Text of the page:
• BEST IN STATE—Senior Courtney Schoen Lewis was named Best PR Student in Utah. Story

Tourists trample ancient Peruvian wonder

July 5th, 2010 Posted in Opinion

By Satenik Sargsyan

MACHU PICCHU, Peru—Machu Picchu, the lost city of the Incas high in the Peruvian Andes, has been re-conquered. This time, by tourists.

Nervously chewing coca sweets on the bus to prepare for the altitude, and trying to hide the childish excitement pouring out of me, I was ready for a solemn temple-like atmosphere, fascination and admiration for the will and power of the ancient Incan civilization and their ability to create and preserve. Instead, I found large numbers of tourists in shorts and tennis shoes scurrying all over the sacred site, trying to take pictures with lamas.

What was once selflessly given up with sorrow to preserve the Incan culture from invaders is now displayed as a huge piece of art just like the mummy inside a cotton vest at Larco Museum in Lima. People come every day, look at it, take pictures and leave. While tourism is a significant part of Peru’s GDP, disturbing the peace of a great civilization just didn’t seem appropriate or respectful.

Our Peruvian tour guide shook his head with a tad of sorrow in response to my question about the number of tourists who visit Machu Picchu. Once a city of 700 people, the Old Mountain (Quechua for Machu Picchu) now hosts about 4,000 tourists a day, Arthuro Ramirez said.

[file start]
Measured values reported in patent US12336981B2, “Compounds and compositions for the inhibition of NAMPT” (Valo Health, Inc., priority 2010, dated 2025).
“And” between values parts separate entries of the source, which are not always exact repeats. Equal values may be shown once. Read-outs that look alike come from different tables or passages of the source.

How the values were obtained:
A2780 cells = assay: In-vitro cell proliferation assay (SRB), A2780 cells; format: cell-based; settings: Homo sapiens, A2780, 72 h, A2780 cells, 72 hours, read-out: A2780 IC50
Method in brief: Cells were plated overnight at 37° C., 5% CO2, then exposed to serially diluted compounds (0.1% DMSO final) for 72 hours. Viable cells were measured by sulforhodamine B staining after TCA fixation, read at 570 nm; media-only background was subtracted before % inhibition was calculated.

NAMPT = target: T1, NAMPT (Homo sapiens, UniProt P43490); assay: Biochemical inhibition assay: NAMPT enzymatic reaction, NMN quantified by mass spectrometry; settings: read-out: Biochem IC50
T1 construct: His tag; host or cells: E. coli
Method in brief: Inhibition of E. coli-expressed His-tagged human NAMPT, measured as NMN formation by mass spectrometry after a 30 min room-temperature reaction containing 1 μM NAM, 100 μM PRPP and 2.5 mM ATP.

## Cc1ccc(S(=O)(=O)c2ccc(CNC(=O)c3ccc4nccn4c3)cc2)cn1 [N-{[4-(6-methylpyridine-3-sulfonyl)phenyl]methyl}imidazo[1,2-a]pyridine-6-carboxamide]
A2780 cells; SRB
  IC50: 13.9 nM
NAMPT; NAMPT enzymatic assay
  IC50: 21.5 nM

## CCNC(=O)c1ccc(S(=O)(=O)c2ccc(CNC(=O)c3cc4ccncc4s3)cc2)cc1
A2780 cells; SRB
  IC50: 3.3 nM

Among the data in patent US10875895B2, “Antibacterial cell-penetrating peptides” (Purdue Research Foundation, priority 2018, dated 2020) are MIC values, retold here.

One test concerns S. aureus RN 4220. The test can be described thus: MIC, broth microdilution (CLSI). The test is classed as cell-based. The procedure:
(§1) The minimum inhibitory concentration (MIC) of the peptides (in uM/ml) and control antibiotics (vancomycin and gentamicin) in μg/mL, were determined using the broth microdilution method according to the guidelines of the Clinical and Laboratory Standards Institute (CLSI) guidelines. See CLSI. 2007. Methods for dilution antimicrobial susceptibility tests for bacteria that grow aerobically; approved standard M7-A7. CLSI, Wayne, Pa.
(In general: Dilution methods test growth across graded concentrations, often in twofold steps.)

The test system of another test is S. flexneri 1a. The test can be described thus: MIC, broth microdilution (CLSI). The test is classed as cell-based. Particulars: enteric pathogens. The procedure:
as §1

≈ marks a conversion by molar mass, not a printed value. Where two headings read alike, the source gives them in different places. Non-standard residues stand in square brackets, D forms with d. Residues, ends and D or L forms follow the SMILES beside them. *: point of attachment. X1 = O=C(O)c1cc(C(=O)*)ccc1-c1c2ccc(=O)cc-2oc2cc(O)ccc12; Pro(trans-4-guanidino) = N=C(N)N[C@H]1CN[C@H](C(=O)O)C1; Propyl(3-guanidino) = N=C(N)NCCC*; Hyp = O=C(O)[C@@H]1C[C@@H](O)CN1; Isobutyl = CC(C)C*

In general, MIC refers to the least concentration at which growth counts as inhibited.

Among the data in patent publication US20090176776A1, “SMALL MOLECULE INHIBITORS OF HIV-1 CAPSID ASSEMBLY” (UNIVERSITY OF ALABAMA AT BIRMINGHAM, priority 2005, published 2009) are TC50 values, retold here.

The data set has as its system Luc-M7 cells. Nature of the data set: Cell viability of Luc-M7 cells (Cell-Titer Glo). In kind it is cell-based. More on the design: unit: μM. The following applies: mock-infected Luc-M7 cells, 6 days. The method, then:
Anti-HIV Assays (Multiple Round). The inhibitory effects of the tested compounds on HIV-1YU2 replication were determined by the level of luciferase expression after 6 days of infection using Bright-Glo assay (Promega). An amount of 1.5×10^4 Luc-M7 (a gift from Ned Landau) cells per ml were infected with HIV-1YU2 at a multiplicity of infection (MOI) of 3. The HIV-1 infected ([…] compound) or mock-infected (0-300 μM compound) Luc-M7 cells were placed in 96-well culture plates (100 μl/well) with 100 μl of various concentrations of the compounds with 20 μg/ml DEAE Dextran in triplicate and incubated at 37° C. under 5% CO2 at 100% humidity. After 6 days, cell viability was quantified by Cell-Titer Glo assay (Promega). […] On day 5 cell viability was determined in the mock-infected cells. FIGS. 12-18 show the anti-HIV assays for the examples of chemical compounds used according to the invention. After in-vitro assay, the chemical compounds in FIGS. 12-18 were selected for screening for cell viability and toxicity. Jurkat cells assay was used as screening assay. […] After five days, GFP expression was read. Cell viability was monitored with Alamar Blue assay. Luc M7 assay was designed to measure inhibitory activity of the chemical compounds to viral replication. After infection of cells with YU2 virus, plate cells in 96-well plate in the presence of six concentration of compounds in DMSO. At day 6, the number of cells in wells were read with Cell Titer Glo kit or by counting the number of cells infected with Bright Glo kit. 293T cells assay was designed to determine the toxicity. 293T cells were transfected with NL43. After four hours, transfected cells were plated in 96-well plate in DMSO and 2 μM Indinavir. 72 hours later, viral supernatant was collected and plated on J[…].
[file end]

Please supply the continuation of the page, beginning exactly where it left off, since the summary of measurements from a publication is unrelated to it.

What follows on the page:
The powerful Incan architecture, once considered invulnerable to natural hazards, is giving in to the number of curious tourists. Huge granite blocks, placed on each other without clay or mud, the distinguishing mark of Inca architecture, slowly move apart under the weight of tourist sneakers.

And while our tour guide was talking about harmful effects of inconsiderate visitor behavior, tour group members were vigorously taking pictures while hanging off cliffs and leaning on stones that did not have a magic line around them to keep the tourists away.

“Most museums are closed down at least once a month for maintenance,” Ramirez said. “Machu Picchu is treated like a museum by the [Peruvian] government, but it never closes.

“We have visitors every day, and a small place like this can’t handle that many people,” he said. “They will have to make the regulations stricter.”

Satenik Sargsyan is a USU JCOM major taking part in a summer study tour of South American businesses as part of a Huntsman School of Business program.


Tags: , ,

  1. One Response to “Tourists trample ancient Peruvian wonder”

  2. By Xavier Miller on Jul 15, 2010

    I can imagine how the peruvian government must feel

Sorry, comments for this entry are closed at this time.